Friday, July 4, 2014

Transgender Blog Challenge Day 14: Passing

Today's question is:
"What are some of your passing tips or things you do to pass?"

I avoid giving passing tips.  It's partially philosophical (although I think it's fine to give tips when asked, it does in its own way reinforce 'passing' as a moral value), but also a matter of effectiveness.  Especially when somebody gives you a photograph of themselves, I have no idea if you 'pass' in a real-world setting.  I have years of experience being around trans people.  I notice things that cis people don't.  I've read trans men who have been on T for years.  They pass perfectly fine, it's just that I have an intimate understanding of what T does to your body.  And there's nothing I can do for things like your hand and food size or your facial structure.

Back pre-T there were dozens of things I did trying to pass that in retrospect either hurt my chances of doing so or were terrible for my well-being, and I see tips like this being bandied about in trans male forums all the time.  I just want to vomit every time somebody posts a picture of themselves, asks "What can I do?", and is told "Lose weight, you have curves!!!" even though he is at a perfectly healthy weight and losing more likely won't remove the curves anyway.  Encouraging people to lose weight is useless and can result in people harming their bodies.  Some other 'passing tips' I commonly see include cutting your eyelashes (It doesn't work and I know somebody who nearly went blind trying that; don't do it!) or carving your hairline (it's really easy to create a hairline that is entirely unlike an actual masculine hairline; I know this from experience).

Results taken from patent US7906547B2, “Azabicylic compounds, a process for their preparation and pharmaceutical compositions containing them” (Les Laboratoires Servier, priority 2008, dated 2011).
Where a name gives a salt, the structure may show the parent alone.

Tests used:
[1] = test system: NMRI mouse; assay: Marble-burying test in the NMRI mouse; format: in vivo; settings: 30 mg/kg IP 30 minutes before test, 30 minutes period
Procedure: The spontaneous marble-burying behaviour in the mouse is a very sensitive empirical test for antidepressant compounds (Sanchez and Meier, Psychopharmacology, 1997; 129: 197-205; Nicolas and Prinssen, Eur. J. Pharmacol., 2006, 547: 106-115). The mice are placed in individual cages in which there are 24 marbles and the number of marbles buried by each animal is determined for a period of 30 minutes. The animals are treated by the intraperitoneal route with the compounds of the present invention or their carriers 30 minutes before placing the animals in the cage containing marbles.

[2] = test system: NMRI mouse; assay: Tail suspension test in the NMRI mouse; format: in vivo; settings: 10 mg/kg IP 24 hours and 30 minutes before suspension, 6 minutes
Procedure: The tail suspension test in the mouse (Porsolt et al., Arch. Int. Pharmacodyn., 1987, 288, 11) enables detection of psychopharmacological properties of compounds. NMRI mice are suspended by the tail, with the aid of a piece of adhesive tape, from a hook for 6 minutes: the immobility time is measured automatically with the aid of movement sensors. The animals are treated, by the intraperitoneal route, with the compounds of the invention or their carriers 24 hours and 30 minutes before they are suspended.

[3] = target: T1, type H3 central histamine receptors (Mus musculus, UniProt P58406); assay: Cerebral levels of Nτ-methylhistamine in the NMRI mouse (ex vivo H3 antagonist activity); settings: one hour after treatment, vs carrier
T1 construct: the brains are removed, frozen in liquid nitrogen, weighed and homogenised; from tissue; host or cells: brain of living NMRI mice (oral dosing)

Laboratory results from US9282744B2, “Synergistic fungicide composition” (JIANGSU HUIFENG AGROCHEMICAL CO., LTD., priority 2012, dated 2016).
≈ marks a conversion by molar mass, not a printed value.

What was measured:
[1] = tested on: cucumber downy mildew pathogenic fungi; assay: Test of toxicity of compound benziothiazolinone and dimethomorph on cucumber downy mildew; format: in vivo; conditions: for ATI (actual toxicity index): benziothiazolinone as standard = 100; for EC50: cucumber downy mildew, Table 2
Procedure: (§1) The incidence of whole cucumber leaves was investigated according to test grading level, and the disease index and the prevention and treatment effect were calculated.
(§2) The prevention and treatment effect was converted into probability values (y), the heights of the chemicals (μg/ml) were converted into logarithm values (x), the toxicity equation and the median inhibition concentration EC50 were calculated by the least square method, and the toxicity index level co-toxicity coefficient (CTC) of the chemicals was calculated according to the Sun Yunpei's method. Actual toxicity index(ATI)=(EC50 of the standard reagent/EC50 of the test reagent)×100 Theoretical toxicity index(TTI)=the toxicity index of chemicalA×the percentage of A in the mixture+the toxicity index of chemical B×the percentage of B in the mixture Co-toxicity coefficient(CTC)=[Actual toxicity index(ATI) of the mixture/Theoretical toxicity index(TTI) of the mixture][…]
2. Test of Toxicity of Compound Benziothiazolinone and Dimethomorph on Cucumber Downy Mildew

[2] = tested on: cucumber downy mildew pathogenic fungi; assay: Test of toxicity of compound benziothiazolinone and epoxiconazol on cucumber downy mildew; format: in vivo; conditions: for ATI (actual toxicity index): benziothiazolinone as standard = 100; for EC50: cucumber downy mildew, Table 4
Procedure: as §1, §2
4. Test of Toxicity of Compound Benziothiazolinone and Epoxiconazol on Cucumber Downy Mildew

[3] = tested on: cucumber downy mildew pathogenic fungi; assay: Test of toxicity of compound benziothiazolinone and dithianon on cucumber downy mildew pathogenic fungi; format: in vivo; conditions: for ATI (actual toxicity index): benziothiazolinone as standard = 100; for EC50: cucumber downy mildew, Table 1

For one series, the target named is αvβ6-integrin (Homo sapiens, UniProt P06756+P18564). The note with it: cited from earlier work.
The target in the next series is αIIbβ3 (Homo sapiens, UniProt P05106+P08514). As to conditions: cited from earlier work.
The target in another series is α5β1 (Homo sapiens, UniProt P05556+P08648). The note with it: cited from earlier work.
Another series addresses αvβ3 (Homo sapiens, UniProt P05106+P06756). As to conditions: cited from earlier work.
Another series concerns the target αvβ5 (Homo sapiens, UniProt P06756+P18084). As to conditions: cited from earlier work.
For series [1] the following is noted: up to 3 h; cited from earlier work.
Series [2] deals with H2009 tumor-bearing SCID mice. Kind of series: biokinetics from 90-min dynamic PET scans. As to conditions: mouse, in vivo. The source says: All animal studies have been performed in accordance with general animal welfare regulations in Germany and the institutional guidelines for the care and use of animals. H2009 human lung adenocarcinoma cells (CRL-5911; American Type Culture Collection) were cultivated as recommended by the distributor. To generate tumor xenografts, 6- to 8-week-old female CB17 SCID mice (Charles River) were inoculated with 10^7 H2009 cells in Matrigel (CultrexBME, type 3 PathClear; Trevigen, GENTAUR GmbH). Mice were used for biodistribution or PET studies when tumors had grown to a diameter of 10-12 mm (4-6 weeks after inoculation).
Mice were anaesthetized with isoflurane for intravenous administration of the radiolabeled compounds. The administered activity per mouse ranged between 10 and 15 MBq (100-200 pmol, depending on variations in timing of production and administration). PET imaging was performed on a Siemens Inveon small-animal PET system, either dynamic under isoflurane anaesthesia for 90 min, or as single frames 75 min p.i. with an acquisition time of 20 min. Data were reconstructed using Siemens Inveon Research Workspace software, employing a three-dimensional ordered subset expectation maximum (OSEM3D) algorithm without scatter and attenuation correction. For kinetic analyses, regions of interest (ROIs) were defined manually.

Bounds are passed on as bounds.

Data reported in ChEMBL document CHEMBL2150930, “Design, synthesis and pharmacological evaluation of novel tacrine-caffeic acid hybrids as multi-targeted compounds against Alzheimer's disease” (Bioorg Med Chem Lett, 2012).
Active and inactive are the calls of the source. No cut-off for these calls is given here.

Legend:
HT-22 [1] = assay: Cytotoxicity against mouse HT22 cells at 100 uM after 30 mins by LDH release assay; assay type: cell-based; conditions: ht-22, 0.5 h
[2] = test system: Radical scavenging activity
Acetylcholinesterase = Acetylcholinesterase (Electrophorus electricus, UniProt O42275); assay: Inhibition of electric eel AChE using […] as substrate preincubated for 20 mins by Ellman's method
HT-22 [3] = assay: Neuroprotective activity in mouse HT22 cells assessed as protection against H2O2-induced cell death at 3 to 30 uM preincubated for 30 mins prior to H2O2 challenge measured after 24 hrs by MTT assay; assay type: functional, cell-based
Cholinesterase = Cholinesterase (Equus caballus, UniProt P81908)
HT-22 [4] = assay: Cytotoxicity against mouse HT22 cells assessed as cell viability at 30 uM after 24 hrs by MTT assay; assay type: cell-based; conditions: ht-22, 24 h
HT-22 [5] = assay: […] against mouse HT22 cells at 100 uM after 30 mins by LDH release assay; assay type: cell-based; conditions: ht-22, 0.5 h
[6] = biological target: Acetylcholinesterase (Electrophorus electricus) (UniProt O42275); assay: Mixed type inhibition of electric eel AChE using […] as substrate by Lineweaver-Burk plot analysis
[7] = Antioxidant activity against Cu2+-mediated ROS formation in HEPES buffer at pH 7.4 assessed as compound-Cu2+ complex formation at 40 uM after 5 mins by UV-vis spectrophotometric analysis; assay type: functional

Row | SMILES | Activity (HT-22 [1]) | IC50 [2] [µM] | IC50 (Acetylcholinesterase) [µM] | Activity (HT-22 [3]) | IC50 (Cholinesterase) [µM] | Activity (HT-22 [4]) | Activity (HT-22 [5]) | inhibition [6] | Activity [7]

A lot of traditional tips will make you look really out of place, which doesn't help you pass (things like dressing super conservative, wearing very baggy clothes, or piling on layers of clothing), and some "common sense" type tips also are often ineffective or harmful (like wearing shoes that are too big to disguise that your feet are small, binding too tight, or trying to pull off fake facial hair).

That doesn't mean you can't do these things, but I think it's more important to concentrate on things that alleviate dysphoria rather than merely ways to 'pass' better.

I have a particular loathing of behavior-based passing tips, and there are two reasons for that.

First, I have a really nasty history with it.  There are a lot of stereotypically masculine behaviors (little things like how I hold schoolbooks or cross my legs) that I naturally picked up in high school because my asshole Sociology teacher literally spent lessons on gender roles nit-picking every feminine thing I did in order to "prove" that even butch women are still feminine.

Second, in many respects this encourages misogynistic behavior and posturing.  Telling trans men things like "women are reserved, men take up space!" and instructing them to thus start stretching out and taking up a shitload of space in public is basically training trans men to emulate behaviors that disadvantage women.  This is especially pervasive when some dipshit transbro tells younger trans men how to talk to women.  For fuck's sake.

Finally, it's important to reiterate that in most of these cases (except that last paragraph) these are more personal preference than anything.  There's nothing wrong with trans men trying to pass.  I just think there's too much emphasis on it culturally, and that leads people to throwing around some hardcore awful stuff.